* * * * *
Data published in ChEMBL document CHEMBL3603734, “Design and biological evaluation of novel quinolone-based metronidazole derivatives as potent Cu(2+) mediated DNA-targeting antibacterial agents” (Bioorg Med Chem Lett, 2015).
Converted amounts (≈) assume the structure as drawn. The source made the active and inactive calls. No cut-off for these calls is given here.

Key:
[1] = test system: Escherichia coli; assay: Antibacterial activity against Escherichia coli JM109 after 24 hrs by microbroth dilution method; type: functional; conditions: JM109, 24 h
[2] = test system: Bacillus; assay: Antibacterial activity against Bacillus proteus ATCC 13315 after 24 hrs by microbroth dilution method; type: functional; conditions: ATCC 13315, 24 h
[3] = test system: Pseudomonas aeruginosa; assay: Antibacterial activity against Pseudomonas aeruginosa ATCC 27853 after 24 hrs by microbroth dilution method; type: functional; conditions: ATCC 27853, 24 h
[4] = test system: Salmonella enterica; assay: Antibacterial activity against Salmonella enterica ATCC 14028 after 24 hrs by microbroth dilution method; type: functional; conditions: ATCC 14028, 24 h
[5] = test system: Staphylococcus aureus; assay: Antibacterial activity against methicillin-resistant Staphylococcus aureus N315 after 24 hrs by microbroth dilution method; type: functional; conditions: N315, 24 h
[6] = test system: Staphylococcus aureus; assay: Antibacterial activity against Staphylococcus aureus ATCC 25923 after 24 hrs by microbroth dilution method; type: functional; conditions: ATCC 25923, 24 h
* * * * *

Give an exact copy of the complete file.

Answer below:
Data published in ChEMBL document CHEMBL3603734, “Design and biological evaluation of novel quinolone-based metronidazole derivatives as potent Cu(2+) mediated DNA-targeting antibacterial agents” (Bioorg Med Chem Lett, 2015).
Converted amounts (≈) assume the structure as drawn. The source made the active and inactive calls. No cut-off for these calls is given here.

Key:
[1] = test system: Escherichia coli; assay: Antibacterial activity against Escherichia coli JM109 after 24 hrs by microbroth dilution method; type: functional; conditions: JM109, 24 h
[2] = test system: Bacillus; assay: Antibacterial activity against Bacillus proteus ATCC 13315 after 24 hrs by microbroth dilution method; type: functional; conditions: ATCC 13315, 24 h
[3] = test system: Pseudomonas aeruginosa; assay: Antibacterial activity against Pseudomonas aeruginosa ATCC 27853 after 24 hrs by microbroth dilution method; type: functional; conditions: ATCC 27853, 24 h
[4] = test system: Salmonella enterica; assay: Antibacterial activity against Salmonella enterica ATCC 14028 after 24 hrs by microbroth dilution method; type: functional; conditions: ATCC 14028, 24 h
[5] = test system: Staphylococcus aureus; assay: Antibacterial activity against methicillin-resistant Staphylococcus aureus N315 after 24 hrs by microbroth dilution method; type: functional; conditions: N315, 24 h
[6] = test system: Staphylococcus aureus; assay: Antibacterial activity against Staphylococcus aureus ATCC 25923 after 24 hrs by microbroth dilution method; type: functional; conditions: ATCC 25923, 24 h